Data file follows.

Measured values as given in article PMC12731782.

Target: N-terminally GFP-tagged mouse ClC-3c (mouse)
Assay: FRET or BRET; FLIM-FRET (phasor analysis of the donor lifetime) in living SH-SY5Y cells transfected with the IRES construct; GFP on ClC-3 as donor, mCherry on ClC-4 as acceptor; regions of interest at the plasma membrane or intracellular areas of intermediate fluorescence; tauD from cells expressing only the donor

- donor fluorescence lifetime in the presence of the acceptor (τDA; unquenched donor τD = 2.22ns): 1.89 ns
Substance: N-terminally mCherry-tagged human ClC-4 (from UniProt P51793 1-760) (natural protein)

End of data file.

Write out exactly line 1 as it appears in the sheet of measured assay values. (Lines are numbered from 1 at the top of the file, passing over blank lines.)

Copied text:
Measured values as given in article PMC12731782.